Need to know: Your typical fashion week presentation doesn’t often include oysters, an open bar, or a Lower East Side locale, but that’s what made Chase Cohl’s Littledoe soiree such a memorable affair. Cohl’s latest handmade, one-of-a-kind feather headpieces, metal crowns, wide-brim hats, and chakra-crystal jewels hung on the walls of The Leadbelly, where friends like Camille Rowe and Curtis Kulig sipped on whiskey gingers and snacked on mini cheeseburgers. While Littledoe has always emphasized a romantic, bohemian spirit, Cohl told Style.com she is taking the brand in a more sophisticated direction. Inspired by the French military during the 17th and 18th centuries, her new collection includes custom embroidered appliqués, antiqued iron crowns, dip-dyed feathers, and velvet flower halos. Over the years, Littledoe pieces have appeared in numerous editorials, but the new collection focuses more on everyday wearability.
Perhaps the best symbol of Littledoe’s new approach is Karen Elson: The in-demand model (Jason Wu, Paule Ka, and Kurt Geiger are just some of the campaigns she’s fronted of late) stars in the new lookbook, which was partially shot at her home in Nashville. “I love what Littledoe is about,” Elson said. “Chase creates pieces that are ultrafeminine, cool, carefree, and can be worn in a variety of different ways.”
She says: “Working with Karen on the lookbook just felt really natural,” Cohl told Style.com. “It’s a rare thing to have a girlfriend who understands exactly what you’re going through, balancing music and fashion—it’s such a strange balance—and I think we’ve become so close because of that.”
Where to find it: The Reformation, Yigal Azrouël, and Sotre One One 4 in New York; Principessa and Undrest in L.A.; and online at www.avenue32.com.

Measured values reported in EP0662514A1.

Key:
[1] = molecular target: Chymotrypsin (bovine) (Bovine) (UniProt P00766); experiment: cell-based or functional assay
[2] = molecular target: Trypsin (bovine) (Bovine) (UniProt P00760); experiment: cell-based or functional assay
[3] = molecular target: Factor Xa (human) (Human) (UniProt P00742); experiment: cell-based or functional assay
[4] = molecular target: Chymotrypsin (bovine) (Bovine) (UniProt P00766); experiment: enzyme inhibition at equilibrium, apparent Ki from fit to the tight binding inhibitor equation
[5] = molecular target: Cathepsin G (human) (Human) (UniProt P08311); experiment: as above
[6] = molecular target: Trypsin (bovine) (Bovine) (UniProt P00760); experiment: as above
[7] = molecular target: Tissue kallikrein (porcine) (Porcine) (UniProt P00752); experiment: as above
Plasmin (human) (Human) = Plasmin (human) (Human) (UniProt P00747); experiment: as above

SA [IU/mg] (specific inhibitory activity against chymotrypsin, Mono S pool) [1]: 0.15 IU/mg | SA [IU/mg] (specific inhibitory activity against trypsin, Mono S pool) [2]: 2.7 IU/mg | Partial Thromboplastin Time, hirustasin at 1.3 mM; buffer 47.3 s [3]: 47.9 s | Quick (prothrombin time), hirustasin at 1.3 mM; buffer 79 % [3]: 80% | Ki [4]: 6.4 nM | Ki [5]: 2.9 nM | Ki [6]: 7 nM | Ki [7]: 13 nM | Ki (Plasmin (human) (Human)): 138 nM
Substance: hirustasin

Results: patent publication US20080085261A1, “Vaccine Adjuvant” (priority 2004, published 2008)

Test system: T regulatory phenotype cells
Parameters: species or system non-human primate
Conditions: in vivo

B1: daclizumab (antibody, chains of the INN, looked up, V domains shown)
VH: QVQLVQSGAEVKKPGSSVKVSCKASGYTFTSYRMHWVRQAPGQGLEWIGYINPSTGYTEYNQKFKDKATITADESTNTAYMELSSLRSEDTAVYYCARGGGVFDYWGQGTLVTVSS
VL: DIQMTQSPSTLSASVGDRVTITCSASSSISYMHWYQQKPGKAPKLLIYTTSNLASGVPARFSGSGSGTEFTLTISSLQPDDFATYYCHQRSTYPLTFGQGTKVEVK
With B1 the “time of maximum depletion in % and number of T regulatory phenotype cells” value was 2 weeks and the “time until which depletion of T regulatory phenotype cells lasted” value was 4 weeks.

For the past two seasons, Jason Wu’s ads have explored New York’s most iconic eateries. With Inez & Vinoodh behind the lens, he took Stephanie Seymour to La Grenouille for Spring ’13 and dined with Christy Turlington at Mr. Chow last Fall. The restaurant tour continues for Spring ’14, as Wu’s latest campaign depicts show opener Karen Elson posing against the famed leafy wallpaper at Indochine. “There is something so unapologetically glamorous about these images that seem to embody everything that I adore and want to express through my clothes,” said Wu of the ongoing narrative.
The restaurant, which has hosted more art and fashion fetes than we have room to list since opening in 1984, is a fitting backdrop for Wu’s moody Spring snaps. And the designer has some particularly fond memories of the enduring hot spot. “I first went to Indochine when I was a student at Parsons. I snuck into a party there during fashion week and met Cindy Crawford. I was so starstruck!” Wu recalled. “As a child of the 90s, I’ve always idolized supermodels, and that was the first time I had ever met one. It was a religious experience.” The insider mainstay has since become one of Wu’s favorite places to grab a bite. “There’s never a dull night there! I always meet the most interesting people,” he said. These days, it’s safe to bet that Wu is always on the list.
Take a first look at Jason Wu’s Inez & Vinoodh-lensed Spring ’14 campaign here, exclusively on Style.com.
If you live below Fourteenth Street, you’re going to be seeing a lot of Kenza Fourati tomorrow. The Tunisian model is the star of cult downtown basics label BLK DNM’s latest “Wild” campaign. Lensed by the brand’s founder and creative director, Johan Lindeberg, the images have become BLK DNM’s signature, though slightly unorthodox, mode of advertising. Lindeberg takes raw snaps of models like Gisele, Caroline de Maigret, and Karen Elson in BLK DNM’s second-skin jeans and leather jackets, turns them into posters, and plasters them across downtown Manhattan. It’s a bit of a guerrilla approach, if you will.
The newest installment, which was shot last week during a trip to Rio de Janeiro, has a particularly powerful message. Fourati is highly active in the political and social revolution in her native Tunisia, and Lindeberg wanted her strength to come through in the snaps. “The scenery was beautiful, but the shoot was dangerous, because Kenza was standing on a ledge. But she didn’t care,” Lindeberg told Style.com. “She just raised her fist to the sky spontaneously. I could feel that her energy was real—that she felt the same feeling that she does on the streets of Tunis, protesting, shouting, ‘Dégagé, let go!” to the former government. The pure energy is the strength of the picture.” Catch the campaign’s debut here, exclusively on Style.com.